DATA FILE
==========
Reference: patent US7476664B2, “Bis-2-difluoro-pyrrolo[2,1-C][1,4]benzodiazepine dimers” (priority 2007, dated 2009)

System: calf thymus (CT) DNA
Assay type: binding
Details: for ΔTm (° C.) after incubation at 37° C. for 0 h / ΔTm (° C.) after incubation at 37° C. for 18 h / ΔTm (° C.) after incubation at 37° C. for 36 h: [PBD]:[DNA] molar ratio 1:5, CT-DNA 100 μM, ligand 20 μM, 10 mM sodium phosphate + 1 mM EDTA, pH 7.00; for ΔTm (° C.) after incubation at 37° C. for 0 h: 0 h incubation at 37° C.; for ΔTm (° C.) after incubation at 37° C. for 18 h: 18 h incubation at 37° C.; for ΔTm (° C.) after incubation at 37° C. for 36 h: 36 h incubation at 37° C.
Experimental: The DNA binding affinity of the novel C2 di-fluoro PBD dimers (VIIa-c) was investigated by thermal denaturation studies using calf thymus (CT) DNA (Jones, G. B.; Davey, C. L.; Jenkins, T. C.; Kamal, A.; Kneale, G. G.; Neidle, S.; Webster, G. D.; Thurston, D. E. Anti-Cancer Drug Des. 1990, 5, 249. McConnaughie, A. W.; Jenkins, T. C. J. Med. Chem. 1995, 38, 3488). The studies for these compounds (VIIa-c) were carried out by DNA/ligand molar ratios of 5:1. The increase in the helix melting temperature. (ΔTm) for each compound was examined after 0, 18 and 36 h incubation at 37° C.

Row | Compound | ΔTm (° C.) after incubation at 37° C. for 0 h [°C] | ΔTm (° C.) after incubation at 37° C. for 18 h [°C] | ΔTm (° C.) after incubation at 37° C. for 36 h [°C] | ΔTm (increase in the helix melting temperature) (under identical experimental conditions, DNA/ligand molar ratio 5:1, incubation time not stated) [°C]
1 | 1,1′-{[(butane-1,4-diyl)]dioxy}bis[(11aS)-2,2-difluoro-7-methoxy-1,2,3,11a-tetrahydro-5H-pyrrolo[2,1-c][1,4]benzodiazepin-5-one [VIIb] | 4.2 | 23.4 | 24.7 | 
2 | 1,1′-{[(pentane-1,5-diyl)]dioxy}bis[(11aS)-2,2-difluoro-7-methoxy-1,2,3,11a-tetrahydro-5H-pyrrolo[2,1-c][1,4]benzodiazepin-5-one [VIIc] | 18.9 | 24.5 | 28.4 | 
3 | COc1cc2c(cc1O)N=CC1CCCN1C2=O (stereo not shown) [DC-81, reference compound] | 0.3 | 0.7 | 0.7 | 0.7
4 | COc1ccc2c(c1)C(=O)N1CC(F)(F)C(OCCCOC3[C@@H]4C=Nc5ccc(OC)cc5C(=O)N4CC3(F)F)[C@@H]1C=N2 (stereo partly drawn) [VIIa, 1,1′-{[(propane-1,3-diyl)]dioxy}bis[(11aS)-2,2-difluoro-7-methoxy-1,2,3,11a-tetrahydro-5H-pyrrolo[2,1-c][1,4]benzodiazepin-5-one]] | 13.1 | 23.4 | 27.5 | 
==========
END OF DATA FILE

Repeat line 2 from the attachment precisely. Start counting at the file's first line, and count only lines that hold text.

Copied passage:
System: calf thymus (CT) DNA